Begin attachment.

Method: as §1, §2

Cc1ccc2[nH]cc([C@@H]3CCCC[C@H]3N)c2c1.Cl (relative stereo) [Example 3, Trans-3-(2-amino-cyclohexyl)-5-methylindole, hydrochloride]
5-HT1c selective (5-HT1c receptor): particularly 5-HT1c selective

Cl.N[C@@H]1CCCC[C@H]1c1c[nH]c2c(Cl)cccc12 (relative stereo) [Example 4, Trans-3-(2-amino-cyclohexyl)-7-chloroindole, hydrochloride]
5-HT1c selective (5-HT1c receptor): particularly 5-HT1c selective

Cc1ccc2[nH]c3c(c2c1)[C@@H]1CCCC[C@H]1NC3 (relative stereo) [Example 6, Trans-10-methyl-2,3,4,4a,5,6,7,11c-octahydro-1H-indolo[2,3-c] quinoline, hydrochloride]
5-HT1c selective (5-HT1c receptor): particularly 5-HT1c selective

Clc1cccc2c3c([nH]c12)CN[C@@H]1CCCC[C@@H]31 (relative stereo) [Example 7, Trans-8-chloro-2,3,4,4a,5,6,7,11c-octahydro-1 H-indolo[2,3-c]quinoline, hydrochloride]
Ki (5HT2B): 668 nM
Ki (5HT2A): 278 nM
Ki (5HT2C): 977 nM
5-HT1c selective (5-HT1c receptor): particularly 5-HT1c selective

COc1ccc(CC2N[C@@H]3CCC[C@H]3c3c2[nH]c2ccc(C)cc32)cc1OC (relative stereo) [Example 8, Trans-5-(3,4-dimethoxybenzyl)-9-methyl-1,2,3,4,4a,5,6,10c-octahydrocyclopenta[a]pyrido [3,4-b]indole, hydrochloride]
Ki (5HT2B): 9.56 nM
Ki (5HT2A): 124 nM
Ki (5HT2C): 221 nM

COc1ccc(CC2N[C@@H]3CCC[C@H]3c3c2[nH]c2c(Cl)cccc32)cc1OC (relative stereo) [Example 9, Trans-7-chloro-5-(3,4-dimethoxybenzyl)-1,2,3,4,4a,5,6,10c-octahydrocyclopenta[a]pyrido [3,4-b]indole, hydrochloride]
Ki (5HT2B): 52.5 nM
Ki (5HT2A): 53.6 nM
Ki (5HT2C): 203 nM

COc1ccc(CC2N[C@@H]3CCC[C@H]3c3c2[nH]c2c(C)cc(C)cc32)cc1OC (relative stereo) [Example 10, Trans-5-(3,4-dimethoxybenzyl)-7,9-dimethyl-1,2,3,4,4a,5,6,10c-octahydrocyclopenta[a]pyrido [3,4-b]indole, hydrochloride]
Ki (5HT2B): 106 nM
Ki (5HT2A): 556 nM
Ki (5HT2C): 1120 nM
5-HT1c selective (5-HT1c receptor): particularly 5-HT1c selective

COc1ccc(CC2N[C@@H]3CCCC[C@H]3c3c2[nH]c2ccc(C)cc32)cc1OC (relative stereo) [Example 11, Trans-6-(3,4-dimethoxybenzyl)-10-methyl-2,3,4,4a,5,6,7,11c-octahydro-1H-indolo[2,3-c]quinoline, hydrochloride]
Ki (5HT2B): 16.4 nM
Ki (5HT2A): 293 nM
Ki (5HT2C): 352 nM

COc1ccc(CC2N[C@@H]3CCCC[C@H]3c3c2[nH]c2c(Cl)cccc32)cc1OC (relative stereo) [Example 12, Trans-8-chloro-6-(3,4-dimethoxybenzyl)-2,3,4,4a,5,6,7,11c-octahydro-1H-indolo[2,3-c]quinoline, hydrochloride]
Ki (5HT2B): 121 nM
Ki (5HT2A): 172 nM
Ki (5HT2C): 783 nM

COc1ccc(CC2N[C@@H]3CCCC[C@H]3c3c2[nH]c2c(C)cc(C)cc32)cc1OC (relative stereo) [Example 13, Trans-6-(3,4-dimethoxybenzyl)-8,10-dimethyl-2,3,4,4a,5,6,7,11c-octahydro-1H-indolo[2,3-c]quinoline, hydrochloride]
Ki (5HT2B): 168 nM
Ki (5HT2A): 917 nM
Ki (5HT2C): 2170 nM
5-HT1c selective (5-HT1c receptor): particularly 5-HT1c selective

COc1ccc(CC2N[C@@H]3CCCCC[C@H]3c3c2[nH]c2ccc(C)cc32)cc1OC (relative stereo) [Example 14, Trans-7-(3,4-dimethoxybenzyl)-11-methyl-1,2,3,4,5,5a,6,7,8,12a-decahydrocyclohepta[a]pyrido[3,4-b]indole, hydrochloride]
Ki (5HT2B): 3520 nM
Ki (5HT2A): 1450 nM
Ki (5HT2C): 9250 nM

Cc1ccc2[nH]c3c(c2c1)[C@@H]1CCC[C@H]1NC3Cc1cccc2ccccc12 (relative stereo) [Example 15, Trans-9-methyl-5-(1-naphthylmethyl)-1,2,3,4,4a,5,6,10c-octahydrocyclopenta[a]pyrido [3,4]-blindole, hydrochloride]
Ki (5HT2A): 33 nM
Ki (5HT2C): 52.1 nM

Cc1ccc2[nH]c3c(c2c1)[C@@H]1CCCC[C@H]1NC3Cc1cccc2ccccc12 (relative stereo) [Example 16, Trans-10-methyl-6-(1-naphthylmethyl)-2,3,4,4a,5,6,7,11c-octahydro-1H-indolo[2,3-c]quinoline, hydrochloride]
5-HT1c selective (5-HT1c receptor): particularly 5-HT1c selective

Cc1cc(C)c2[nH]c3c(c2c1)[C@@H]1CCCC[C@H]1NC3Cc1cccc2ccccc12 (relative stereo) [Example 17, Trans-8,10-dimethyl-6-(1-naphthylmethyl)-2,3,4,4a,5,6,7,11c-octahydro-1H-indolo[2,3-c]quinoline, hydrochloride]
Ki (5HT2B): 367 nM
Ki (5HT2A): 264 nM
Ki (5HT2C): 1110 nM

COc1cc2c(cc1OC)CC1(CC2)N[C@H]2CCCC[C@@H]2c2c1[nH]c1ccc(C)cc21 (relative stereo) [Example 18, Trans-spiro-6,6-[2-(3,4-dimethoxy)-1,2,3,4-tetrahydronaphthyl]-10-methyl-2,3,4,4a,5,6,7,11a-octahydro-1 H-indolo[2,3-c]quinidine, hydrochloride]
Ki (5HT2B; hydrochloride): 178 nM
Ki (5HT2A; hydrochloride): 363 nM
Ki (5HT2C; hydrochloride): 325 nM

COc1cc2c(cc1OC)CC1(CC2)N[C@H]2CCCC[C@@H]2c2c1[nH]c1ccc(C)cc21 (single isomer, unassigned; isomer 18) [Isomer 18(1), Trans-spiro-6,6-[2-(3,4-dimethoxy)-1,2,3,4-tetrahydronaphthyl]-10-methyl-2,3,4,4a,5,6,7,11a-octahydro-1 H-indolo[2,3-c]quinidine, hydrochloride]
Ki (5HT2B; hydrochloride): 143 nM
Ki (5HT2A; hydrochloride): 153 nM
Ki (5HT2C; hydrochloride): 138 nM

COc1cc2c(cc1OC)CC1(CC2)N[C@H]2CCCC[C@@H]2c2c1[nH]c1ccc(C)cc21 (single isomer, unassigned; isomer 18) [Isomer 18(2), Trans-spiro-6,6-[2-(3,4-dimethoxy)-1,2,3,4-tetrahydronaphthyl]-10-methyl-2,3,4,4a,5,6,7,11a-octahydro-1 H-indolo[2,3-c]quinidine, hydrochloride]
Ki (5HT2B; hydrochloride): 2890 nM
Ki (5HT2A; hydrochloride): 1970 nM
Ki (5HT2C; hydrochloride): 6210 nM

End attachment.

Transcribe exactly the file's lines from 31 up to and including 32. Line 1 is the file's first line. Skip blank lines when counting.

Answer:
Ki (5HT2B): 121 nM
Ki (5HT2A): 172 nM